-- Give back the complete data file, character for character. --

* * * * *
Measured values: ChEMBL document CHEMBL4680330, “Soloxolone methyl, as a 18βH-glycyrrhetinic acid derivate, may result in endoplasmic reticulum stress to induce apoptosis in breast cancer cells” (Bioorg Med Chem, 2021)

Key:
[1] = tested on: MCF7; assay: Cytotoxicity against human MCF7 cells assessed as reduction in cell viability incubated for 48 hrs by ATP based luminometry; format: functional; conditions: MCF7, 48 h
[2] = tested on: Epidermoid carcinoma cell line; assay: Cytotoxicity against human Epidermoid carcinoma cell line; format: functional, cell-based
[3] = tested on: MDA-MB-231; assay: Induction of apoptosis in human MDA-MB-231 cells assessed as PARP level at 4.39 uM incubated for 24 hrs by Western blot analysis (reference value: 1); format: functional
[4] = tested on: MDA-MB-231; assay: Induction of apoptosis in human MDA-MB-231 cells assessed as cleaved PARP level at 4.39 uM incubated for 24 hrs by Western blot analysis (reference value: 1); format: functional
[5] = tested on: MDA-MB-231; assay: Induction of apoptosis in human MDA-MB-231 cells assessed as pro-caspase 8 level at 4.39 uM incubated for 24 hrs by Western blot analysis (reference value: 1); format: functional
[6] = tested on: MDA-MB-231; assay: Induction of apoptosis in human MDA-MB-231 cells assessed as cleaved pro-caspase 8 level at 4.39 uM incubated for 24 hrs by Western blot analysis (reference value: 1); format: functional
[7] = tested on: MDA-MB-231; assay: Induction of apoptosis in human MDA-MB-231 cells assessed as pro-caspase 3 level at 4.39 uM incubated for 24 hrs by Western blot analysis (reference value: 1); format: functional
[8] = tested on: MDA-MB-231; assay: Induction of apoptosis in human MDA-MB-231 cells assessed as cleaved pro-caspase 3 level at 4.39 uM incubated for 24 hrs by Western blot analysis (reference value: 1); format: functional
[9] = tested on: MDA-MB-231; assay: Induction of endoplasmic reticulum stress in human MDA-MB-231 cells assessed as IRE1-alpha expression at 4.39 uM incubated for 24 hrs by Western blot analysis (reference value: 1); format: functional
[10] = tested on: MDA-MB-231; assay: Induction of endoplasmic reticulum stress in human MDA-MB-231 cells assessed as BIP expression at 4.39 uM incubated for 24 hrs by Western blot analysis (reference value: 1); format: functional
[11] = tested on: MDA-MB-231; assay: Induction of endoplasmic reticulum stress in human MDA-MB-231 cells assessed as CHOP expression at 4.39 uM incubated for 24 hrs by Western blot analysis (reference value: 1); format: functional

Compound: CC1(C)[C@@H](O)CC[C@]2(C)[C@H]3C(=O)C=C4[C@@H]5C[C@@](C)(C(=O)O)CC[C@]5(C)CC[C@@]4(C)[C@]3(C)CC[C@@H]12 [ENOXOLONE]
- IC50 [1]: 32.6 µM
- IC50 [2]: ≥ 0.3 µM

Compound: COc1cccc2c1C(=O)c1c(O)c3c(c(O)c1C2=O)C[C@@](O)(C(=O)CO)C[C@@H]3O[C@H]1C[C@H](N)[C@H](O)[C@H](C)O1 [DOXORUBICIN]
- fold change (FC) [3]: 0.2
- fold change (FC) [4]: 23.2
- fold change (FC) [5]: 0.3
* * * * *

Measured values: ChEMBL document CHEMBL4680330, “Soloxolone methyl, as a 18βH-glycyrrhetinic acid derivate, may result in endoplasmic reticulum stress to induce apoptosis in breast cancer cells” (Bioorg Med Chem, 2021)

Key:
[1] = tested on: MCF7; assay: Cytotoxicity against human MCF7 cells assessed as reduction in cell viability incubated for 48 hrs by ATP based luminometry; format: functional; conditions: MCF7, 48 h
[2] = tested on: Epidermoid carcinoma cell line; assay: Cytotoxicity against human Epidermoid carcinoma cell line; format: functional, cell-based
[3] = tested on: MDA-MB-231; assay: Induction of apoptosis in human MDA-MB-231 cells assessed as PARP level at 4.39 uM incubated for 24 hrs by Western blot analysis (reference value: 1); format: functional
[4] = tested on: MDA-MB-231; assay: Induction of apoptosis in human MDA-MB-231 cells assessed as cleaved PARP level at 4.39 uM incubated for 24 hrs by Western blot analysis (reference value: 1); format: functional
[5] = tested on: MDA-MB-231; assay: Induction of apoptosis in human MDA-MB-231 cells assessed as pro-caspase 8 level at 4.39 uM incubated for 24 hrs by Western blot analysis (reference value: 1); format: functional
[6] = tested on: MDA-MB-231; assay: Induction of apoptosis in human MDA-MB-231 cells assessed as cleaved pro-caspase 8 level at 4.39 uM incubated for 24 hrs by Western blot analysis (reference value: 1); format: functional
[7] = tested on: MDA-MB-231; assay: Induction of apoptosis in human MDA-MB-231 cells assessed as pro-caspase 3 level at 4.39 uM incubated for 24 hrs by Western blot analysis (reference value: 1); format: functional
[8] = tested on: MDA-MB-231; assay: Induction of apoptosis in human MDA-MB-231 cells assessed as cleaved pro-caspase 3 level at 4.39 uM incubated for 24 hrs by Western blot analysis (reference value: 1); format: functional
[9] = tested on: MDA-MB-231; assay: Induction of endoplasmic reticulum stress in human MDA-MB-231 cells assessed as IRE1-alpha expression at 4.39 uM incubated for 24 hrs by Western blot analysis (reference value: 1); format: functional
[10] = tested on: MDA-MB-231; assay: Induction of endoplasmic reticulum stress in human MDA-MB-231 cells assessed as BIP expression at 4.39 uM incubated for 24 hrs by Western blot analysis (reference value: 1); format: functional
[11] = tested on: MDA-MB-231; assay: Induction of endoplasmic reticulum stress in human MDA-MB-231 cells assessed as CHOP expression at 4.39 uM incubated for 24 hrs by Western blot analysis (reference value: 1); format: functional

Compound: CC1(C)[C@@H](O)CC[C@]2(C)[C@H]3C(=O)C=C4[C@@H]5C[C@@](C)(C(=O)O)CC[C@]5(C)CC[C@@]4(C)[C@]3(C)CC[C@@H]12 [ENOXOLONE]
- IC50 [1]: 32.6 µM
- IC50 [2]: ≥ 0.3 µM

Compound: COc1cccc2c1C(=O)c1c(O)c3c(c(O)c1C2=O)C[C@@](O)(C(=O)CO)C[C@@H]3O[C@H]1C[C@H](N)[C@H](O)[C@H](C)O1 [DOXORUBICIN]
- fold change (FC) [3]: 0.2
- fold change (FC) [4]: 23.2
- fold change (FC) [5]: 0.3